Lebanon mourns slain minister

Church bells tolled as the body of Industry Minister Pierre Gemayel, scion of one of Lebanon’s most prominent Christian families, was taken to his native village in the mountains east of Beirut surrounded by a massive crowd of mourners.

World leaders condemned Tuesday’s attack, and angry voices in Lebanon laid the blame on former powerbroker Syria, which still wields significant influence in its smaller neighbour.

Mr Gemayel, 34, hailed as a “fallen martyr for independence” in some Lebanese newspapers, was the sixth anti-Syrian politician or journalist slain in a wave of assassinations in Lebanon over the past two years.

His murder has added to already heightened tensions between the Western-backed government and the powerful pro-Damascus Shiite movement Hezbollah, whose ministers quit the cabinet 10 days ago.

President George W. Bush telephoned Prime Minister Fuad Siniora to express US support for Lebanon’s independence in the face of “the encroachments of Iran and Syria,” National Security Council spokesman Gordon Johndroe said.

Mr Bush accused the two governments of promoting “instability” in Lebanon, but did not tie them outright to the killing, which occurred on the eve of the 63rd anniversary of Lebanon’s independence.

British Prime Minister Tony Blair, who has been pressing Washington to open a dialogue with Syria and Iran on Iraq, warned against making assumptions about who ordered the killing.

“We genuinely don’t know who was responsible for this act,” his spokesman said.

The attack came on the day the UN Security Council endorsed plans to set up an international court to try suspects in the February 2005 murder of former premier Rafiq Hariri, and Mr Bush promised that the new killing would not be allowed to derail them.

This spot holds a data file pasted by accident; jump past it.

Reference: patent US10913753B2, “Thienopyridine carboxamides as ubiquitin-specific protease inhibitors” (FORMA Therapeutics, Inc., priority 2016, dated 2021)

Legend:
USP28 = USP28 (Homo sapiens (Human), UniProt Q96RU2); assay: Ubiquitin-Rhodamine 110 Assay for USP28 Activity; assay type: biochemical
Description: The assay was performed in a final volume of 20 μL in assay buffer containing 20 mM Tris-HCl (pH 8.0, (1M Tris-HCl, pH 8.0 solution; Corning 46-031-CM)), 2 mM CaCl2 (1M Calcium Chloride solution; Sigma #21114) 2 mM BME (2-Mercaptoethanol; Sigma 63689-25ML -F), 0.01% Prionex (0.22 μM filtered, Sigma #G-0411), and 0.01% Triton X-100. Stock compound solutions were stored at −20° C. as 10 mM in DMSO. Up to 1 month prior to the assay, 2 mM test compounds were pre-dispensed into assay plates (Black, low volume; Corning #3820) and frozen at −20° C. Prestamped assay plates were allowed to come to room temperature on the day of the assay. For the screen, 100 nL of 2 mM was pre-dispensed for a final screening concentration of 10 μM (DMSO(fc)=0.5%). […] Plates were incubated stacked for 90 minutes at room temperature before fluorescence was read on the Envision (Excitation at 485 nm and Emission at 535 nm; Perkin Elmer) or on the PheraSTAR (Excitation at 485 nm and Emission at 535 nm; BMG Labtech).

Mr Siniora, whose government is dominated by anti-Syrian figures, appealed for unity.

“Assassinations will not terrorise us. We will not let the criminal killers control our fate,” he said.

Hezbollah, which has called for mass rallies to push for change in the Siniora government, said the assassination was aimed at returning Lebanon to civil war, which ripped it apart between 1975 and 1990.

“There is no doubt at all that those who committed this crime want to push
Lebanon into chaos… and civil war,” the powerful Shiite militant group said.

Mr Gemayel was attacked in the Beirut suburb of Jdaideh. Security sources said his car was rammed from the front, then gunmen stepped out and shot him point-blank in the head. His bodyguard was also killed.

Gunmen also opened fire on the Beirut office of another anti-Syrian figure, state minister for parliamentary affairs Michel Pharaon.

People from across the political spectrum called for calm among a populace divided between allies and opponents of Syria.

“Don’t let one family’s latest tragedy become that of a whole country,” said the English-language Daily Star.

Christian opposition leader and Hezbollah ally General Michel Aoun called on all Lebanese to attend the funeral, but indicated he would not be there himself.